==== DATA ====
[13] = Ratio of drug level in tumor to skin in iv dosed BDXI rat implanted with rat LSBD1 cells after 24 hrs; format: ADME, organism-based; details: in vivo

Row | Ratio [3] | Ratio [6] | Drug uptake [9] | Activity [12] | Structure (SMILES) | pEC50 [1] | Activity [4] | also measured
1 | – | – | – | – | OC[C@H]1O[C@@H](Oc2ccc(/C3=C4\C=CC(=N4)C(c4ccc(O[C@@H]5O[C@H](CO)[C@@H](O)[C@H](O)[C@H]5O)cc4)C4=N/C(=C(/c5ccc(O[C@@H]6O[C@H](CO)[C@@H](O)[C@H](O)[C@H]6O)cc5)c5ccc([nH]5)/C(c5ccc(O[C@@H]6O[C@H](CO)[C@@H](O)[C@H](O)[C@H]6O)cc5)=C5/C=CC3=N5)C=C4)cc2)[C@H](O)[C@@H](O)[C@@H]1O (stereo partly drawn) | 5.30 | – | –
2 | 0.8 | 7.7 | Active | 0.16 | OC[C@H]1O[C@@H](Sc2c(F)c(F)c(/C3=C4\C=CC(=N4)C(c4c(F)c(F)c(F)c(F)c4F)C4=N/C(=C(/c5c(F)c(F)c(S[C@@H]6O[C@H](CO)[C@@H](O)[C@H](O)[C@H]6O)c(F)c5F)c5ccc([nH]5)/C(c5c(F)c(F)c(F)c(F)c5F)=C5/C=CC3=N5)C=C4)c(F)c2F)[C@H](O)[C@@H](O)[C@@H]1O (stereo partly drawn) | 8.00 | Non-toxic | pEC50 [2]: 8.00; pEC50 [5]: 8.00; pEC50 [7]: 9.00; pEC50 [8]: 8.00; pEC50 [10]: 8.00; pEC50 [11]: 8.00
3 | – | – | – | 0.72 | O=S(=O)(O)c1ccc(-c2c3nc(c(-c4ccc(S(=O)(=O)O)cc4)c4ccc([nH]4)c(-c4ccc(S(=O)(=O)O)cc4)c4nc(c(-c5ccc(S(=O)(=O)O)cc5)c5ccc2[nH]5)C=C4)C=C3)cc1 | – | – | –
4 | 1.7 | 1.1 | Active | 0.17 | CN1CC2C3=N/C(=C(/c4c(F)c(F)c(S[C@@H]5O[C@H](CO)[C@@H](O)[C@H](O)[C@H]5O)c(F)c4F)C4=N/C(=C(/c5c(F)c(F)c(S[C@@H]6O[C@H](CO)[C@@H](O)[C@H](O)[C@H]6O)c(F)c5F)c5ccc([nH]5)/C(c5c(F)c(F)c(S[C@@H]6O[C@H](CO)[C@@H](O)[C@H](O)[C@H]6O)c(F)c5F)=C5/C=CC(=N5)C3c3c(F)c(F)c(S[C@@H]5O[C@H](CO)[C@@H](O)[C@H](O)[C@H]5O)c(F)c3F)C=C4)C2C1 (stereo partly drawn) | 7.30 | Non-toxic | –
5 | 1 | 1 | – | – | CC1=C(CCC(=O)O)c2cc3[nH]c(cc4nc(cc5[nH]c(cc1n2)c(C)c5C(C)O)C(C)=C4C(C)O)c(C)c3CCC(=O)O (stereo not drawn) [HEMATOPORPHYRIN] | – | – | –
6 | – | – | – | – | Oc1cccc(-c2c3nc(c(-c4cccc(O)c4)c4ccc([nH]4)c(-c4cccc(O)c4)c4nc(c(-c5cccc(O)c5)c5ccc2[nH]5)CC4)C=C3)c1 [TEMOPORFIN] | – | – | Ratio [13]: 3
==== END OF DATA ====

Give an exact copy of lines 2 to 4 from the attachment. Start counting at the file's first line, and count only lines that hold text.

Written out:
Row | Ratio [3] | Ratio [6] | Drug uptake [9] | Activity [12] | Structure (SMILES) | pEC50 [1] | Activity [4] | also measured
1 | – | – | – | – | OC[C@H]1O[C@@H](Oc2ccc(/C3=C4\C=CC(=N4)C(c4ccc(O[C@@H]5O[C@H](CO)[C@@H](O)[C@H](O)[C@H]5O)cc4)C4=N/C(=C(/c5ccc(O[C@@H]6O[C@H](CO)[C@@H](O)[C@H](O)[C@H]6O)cc5)c5ccc([nH]5)/C(c5ccc(O[C@@H]6O[C@H](CO)[C@@H](O)[C@H](O)[C@H]6O)cc5)=C5/C=CC3=N5)C=C4)cc2)[C@H](O)[C@@H](O)[C@@H]1O (stereo partly drawn) | 5.30 | – | –
2 | 0.8 | 7.7 | Active | 0.16 | OC[C@H]1O[C@@H](Sc2c(F)c(F)c(/C3=C4\C=CC(=N4)C(c4c(F)c(F)c(F)c(F)c4F)C4=N/C(=C(/c5c(F)c(F)c(S[C@@H]6O[C@H](CO)[C@@H](O)[C@H](O)[C@H]6O)c(F)c5F)c5ccc([nH]5)/C(c5c(F)c(F)c(F)c(F)c5F)=C5/C=CC3=N5)C=C4)c(F)c2F)[C@H](O)[C@@H](O)[C@@H]1O (stereo partly drawn) | 8.00 | Non-toxic | pEC50 [2]: 8.00; pEC50 [5]: 8.00; pEC50 [7]: 9.00; pEC50 [8]: 8.00; pEC50 [10]: 8.00; pEC50 [11]: 8.00